Lemma 3.3 Let ${\bf u}\in W^{1,\varphi }(B_r(x_0),\mathbb {R}^{N})$ be such that $\varphi (|D{\bf u}|)\in L^{s_0}(B_r(x_0), \mathbb {R}^{N})$ for some $s_0>1$. Then there exists an exponent $s=s(n,N,\varphi ,L,\nu ,s_0)\in (1,s_0]$ and a constant $c=c(n,N,\varphi ,L,\nu )$ such that, if ${\bf v}\in {\bf u}+W^{1,\varphi }_0(B_r(x_0),\mathbb {R}^{N})$ is a minimizer of the functional $\mathcal {G}[{\bf v}]:=\int _{B_r(x_0)}g(D{\bf v})\,\mathrm {d}x$ with a $C^{1}$-integrand $g:\mathbb {R}^{N\times n}\to \mathbb {R}$ complying with the growth assumptions

\begin{equation*} \nu \varphi(|\boldsymbol\xi|)\leq g(\boldsymbol\xi) \leq L \varphi(1+|\boldsymbol\xi|) \quad \mbox{ and }\quad |Dg(\boldsymbol\xi)|\leq L \varphi'(|\boldsymbol\xi|) \end{equation*}

for all $\boldsymbol \xi \in \mathbb {R}^{nN}$, then we have $\varphi (|D{\bf v}|)\in L^{s}(B_r(x_0),\mathbb {R}^{N})$ and

\begin{equation*} \left(\mathop {\int\hskip -1,05em -\,} \limits_{B_r(x_0)} \varphi^{s}(|D{\bf v}|)\,\mathrm{d}x\right)^{\frac{1}{s}}\leq c\left(\mathop {\int\hskip -1,05em -\,} \limits_{B_r(x_0)} \varphi^{s_0}(|D{\bf u}|)\,\mathrm{d}x\right)^{\frac{1}{s_0}}. \end{equation*}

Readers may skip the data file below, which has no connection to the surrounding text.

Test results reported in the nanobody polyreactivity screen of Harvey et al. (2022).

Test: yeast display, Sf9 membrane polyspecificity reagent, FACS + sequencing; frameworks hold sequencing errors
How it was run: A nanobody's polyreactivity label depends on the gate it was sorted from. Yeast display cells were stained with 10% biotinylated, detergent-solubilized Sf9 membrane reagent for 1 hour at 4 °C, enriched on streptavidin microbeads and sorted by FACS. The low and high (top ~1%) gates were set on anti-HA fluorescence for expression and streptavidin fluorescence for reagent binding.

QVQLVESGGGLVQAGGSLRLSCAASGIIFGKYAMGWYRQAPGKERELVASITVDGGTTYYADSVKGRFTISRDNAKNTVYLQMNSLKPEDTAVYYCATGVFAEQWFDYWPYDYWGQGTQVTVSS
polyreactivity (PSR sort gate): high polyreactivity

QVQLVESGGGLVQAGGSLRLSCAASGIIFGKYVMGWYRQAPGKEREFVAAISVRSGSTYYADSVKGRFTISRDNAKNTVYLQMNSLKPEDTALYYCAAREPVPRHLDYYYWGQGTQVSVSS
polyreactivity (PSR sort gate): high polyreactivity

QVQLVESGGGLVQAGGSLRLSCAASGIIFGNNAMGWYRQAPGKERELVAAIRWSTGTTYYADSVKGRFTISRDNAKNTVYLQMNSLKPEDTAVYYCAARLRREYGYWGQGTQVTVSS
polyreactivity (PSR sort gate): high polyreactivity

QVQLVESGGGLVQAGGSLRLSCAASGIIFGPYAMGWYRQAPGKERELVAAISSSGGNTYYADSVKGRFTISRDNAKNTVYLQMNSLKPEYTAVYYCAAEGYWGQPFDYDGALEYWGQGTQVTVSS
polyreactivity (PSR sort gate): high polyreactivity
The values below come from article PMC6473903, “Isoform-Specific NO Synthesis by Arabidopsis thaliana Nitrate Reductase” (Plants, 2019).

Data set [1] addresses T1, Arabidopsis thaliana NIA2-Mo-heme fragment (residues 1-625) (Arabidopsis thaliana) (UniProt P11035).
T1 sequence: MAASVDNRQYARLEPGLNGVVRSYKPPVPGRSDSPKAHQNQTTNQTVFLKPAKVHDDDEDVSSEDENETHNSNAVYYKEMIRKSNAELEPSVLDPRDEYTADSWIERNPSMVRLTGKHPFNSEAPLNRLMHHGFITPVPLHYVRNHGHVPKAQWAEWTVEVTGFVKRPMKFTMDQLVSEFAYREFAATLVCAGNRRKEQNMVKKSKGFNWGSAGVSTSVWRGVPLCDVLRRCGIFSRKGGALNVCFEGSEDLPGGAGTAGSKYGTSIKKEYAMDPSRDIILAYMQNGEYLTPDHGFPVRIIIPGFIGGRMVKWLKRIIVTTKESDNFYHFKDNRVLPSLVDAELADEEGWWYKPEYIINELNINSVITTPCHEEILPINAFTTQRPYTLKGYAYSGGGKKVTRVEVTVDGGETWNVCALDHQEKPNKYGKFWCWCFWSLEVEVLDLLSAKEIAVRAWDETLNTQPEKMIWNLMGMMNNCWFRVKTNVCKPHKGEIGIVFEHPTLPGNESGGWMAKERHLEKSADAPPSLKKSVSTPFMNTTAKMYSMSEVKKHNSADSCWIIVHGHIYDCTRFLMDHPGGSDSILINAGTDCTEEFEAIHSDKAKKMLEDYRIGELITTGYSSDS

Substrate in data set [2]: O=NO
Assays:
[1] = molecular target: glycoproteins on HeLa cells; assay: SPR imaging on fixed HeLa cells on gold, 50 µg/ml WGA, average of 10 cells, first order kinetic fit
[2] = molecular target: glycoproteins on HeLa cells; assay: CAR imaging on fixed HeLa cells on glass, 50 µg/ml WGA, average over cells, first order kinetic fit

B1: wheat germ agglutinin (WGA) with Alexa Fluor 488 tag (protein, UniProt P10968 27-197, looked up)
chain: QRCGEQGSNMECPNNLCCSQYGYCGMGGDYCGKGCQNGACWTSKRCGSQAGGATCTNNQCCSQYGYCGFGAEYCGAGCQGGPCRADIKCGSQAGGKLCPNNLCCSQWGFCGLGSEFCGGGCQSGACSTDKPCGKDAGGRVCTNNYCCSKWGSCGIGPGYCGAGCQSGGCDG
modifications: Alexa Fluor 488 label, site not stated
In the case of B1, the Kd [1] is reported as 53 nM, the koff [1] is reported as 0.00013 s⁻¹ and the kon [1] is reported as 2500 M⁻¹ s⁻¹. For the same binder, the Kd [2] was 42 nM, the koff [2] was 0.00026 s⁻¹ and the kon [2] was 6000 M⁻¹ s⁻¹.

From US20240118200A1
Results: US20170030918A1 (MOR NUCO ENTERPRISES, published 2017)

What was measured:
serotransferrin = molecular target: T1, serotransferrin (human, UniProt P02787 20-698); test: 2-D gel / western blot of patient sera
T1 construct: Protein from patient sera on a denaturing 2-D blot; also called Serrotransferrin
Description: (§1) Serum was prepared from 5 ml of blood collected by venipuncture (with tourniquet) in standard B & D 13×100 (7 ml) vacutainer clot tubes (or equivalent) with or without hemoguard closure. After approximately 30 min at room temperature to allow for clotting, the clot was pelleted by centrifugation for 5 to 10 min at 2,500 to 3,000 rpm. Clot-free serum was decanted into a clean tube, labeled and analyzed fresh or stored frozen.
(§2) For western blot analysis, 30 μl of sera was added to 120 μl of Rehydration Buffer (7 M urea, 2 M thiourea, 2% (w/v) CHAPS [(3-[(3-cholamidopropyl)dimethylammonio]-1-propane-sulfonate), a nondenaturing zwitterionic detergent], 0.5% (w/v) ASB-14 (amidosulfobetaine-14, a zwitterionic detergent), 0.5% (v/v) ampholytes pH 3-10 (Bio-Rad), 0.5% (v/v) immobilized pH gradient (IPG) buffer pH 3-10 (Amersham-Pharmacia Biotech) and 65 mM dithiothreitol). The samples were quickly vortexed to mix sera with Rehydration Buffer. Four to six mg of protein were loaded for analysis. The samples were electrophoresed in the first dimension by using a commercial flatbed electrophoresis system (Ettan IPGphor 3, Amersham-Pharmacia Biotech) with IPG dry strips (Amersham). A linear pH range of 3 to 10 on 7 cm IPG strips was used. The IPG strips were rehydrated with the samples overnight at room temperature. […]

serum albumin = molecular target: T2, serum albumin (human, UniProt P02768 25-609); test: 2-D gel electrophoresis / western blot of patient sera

We have the following Caccioppoli inequality of second type for local minimizers of (1.1), involving affine functions.

Lemma 3.4 There exists a constant $c=c(n,N,\Delta _2(\varphi ),\nu ,L)>0$ such that, if ${\bf u}\in W^{1,\varphi }(\Omega ;\mathbb {R}^{N})$ is a minimizer of the functional (1.1) under assumptions (F1)(F7), and $\boldsymbol \ell :\mathbb {R}^{n}\to \mathbb {R}^{N}$ is an affine function, say $\boldsymbol \ell (x):={\bf u}_0+{\bf Q}(x-x_0)$ for some ${\bf u}_0\in \mathbb {R}^{N}$ and ${\bf Q}\in \mathbb {R}^{N\times n}$, then for any ball $B_\varrho (x_0)\subseteq \Omega$ with $\varrho \leq \varrho _0$ there holds